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Children and Advertising Literacy

Author: Amanda Hosking



boy watching tv

Many companies will advertise their products to children. From Barbie’s to the latest Xbox or PlayStation, the advertising possibilities are endless. Product promotion can be seen on TV adverts, magazines, websites, social media and more recently in video games!

As adults, we are all aware of the intentions of advertising and the responses it aims to achieve. This means we can recognise an advertising piece when we see one and are often less susceptible to its persuasive messages. This awareness is referred to as advertising literacy – having the skills to recognise, assess and understand advertising.

Children, on the other hand, have a lower level of advertising literacy which means they may not realise what an advert is and therefore will be more influenced by its messages.

So, the questions are:

1. Do children recognise an advertisement when they see one?

2. Are younger children influenced more by ads than older children?

3. Does adverting persuade children and affect their choices?

4. Does advertising literacy affect children’s purchasing habits?

There have been a number of research studies examining these questions. Below we consider what they have found.

Study One: Children’s Perception of Advergames

Advergames are games that contain advertising for a brand. They could be created by the brand for marketing or could be popular games who have sponsors. E.g. a character in a game could be eating the sponsors snack food.

This study found that 75% of children who did not receive advertising literacy training did not recognise advergames as a type of advertising. Those with the training showed a notably greater understanding, and children who saw the advergame as a form of advertising had a more dubious outlook towards it.

Oreo Advergame                                                                                                                                             Source: appadvice.com

This indicates that children are more susceptible to persuasive messages such as advergames, as they do not recognise that they are forms of advertising. This will make them more likely to request/purchase the products. If they are aware of the advertising, suggesting increased advertising literacy, they are less likely to be persuaded by the messages.

This answers questions number one and three – children often don’t recognise an advert when they see one if they have a low level of advertising literacy. It is indicated that advertising does persuade children and affect their choice, especially when they are not aware they are adverts.

Study Two: Children’s Comprehension of Advertisers’ Influential Tactics

This study examined children’s understanding of advertising tactics such as celebrity promotion and repeating ads, which are used to prompt specific responses. It was found that children’s understanding of the tactics gradually increased with age (8-12 years old). A considerable rise was seen at 10 years. The age at which children gained an adult level of understanding varied across tactics.

This signifies that as children’s advertising literacy increases with age, they begin to see the intention of advertising and the responses they attempt to create. It also shows that children’s understanding is tactic dependent, with some tactics being more difficult to decipher than others.

This answers question two – it is likely that younger children will be more influenced by ads than older children because they have a lower level of advertising literacy.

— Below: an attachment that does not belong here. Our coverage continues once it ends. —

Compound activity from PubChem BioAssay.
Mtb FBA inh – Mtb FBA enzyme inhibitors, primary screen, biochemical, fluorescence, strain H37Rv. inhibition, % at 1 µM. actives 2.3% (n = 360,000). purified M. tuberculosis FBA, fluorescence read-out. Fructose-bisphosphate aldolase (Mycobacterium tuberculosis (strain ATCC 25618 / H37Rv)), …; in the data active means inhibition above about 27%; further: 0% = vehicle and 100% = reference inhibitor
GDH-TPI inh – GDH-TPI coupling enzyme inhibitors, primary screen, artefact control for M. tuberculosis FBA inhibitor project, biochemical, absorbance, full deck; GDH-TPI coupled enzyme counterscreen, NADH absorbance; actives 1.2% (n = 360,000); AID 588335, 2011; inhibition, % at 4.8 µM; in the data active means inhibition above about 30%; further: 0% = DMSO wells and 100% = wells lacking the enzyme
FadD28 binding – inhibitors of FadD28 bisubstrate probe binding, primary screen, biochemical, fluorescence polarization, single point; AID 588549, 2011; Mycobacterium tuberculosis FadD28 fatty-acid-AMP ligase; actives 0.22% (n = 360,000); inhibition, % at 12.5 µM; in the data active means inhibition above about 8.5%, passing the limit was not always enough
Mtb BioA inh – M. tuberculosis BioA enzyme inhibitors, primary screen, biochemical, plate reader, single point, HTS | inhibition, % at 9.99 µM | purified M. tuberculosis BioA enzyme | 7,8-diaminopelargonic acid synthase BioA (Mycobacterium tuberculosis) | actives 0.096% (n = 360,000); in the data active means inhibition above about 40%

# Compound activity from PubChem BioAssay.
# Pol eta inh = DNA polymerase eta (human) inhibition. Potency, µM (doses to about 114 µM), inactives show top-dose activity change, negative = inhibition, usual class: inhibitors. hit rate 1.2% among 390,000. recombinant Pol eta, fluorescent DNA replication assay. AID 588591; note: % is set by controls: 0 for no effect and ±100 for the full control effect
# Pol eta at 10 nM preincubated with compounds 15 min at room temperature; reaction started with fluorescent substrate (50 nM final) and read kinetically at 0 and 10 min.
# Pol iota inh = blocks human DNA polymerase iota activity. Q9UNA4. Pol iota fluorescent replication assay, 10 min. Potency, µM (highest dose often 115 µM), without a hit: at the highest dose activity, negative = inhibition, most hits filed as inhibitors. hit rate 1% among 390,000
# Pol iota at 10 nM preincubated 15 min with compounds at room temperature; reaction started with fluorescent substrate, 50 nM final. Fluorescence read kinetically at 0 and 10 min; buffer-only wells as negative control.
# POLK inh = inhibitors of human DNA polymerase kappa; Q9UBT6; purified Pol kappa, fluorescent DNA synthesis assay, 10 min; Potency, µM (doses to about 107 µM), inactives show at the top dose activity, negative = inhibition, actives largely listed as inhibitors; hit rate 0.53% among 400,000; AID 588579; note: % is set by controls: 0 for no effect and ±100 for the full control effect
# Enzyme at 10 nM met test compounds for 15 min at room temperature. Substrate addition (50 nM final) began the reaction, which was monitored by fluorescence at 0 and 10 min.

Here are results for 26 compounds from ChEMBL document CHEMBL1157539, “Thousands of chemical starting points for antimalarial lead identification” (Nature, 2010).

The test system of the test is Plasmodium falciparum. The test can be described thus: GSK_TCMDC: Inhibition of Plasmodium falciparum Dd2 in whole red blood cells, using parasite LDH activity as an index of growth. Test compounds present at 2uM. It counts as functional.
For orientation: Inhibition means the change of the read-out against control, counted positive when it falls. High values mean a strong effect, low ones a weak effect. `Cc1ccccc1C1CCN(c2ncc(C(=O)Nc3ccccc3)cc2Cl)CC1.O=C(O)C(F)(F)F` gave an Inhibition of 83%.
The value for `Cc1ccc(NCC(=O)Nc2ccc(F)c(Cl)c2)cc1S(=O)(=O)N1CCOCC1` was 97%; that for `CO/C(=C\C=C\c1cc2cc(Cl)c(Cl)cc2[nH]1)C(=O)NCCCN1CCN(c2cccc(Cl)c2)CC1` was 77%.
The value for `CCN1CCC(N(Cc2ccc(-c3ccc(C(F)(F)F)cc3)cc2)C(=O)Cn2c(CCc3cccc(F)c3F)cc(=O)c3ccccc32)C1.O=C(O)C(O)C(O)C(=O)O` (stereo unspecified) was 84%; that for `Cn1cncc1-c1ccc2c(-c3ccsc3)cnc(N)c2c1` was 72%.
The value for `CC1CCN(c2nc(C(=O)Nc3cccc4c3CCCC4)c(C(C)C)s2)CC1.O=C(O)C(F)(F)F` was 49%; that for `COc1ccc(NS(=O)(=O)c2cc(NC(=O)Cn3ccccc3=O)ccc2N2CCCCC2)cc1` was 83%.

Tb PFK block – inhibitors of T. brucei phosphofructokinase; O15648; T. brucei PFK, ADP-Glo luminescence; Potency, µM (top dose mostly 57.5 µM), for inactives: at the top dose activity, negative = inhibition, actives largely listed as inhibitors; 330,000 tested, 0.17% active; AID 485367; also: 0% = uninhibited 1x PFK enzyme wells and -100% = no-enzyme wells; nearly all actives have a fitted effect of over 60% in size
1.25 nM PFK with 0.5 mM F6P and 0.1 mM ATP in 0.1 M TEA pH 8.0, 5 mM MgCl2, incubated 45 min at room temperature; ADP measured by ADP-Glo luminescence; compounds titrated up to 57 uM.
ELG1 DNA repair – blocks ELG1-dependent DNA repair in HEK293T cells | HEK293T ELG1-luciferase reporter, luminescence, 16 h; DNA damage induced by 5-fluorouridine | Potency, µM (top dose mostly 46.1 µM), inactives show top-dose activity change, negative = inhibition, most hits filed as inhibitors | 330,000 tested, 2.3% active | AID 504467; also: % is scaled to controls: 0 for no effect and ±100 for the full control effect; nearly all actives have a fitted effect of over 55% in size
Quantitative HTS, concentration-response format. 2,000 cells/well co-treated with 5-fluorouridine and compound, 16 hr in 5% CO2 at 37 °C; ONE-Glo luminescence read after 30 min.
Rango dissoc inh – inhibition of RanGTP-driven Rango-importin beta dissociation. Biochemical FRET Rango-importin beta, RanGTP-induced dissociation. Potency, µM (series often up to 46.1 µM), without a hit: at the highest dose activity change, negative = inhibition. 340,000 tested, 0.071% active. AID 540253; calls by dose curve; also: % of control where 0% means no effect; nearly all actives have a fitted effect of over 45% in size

Pepsi ad                                                                                                                                              Source: globalnews.ca

Study Three: Children’s Food Buying Habits and the Influence of Food Advertising Literacy

This study considered the effects of food advertising literacy on 140 children aged 10-11 years old. Group A received the literacy program, Group B received basic nutritional information and Group C did not receive any learning.

It was revealed that Group A had greater nutritional awareness, food advertising literacy and food buying behaviour after the study, compared to group B and C. However, 1 month later there was no substantial increase in these three points.

Cadbury Ad                                                                                                                                           Source: thedrum.com

This insinuates that although educating children in advertising leads to an increased understanding, this is forgotten over time. This means children need to be educated over time to recognise and understand the motives of advertising.

This answers question four – it is suggested that becoming educated in advertising literacy leads to more informed buying choices in children and less susceptibility to adverts, however, this education needs to be consistent.

What does this mean?

These studies imply that advertising literacy can have a huge impact on children and how they respond to advertising. If children do not have this advertising knowledge, they are likely to be more susceptible to advertising messages and easily persuaded.

Children’s advertising literacy seems to increase with age which means younger children are expected to be more influenced by ads than older children.


An, S., Jin, H. S., & Park, E. H. (2014). Children's Advertising Literacy for Advergames: Perception of the Game as Advertising. Journal of Advertising, 43(1), 63-72.

Rozendaal, E., Buijzen, M., & Valkenburg, P. (2011). Children’s understanding of advertisers’ persuasive tactics. International Journal of Advertising, 30(2), 329-350.

Liao, L., Lai, I., Chang, L., & Lee, C. (2016). Effects of a food advertising literacy intervention on Taiwanese children’s food purchasing behaviours. Health Educational Research, 31(4), 509-520.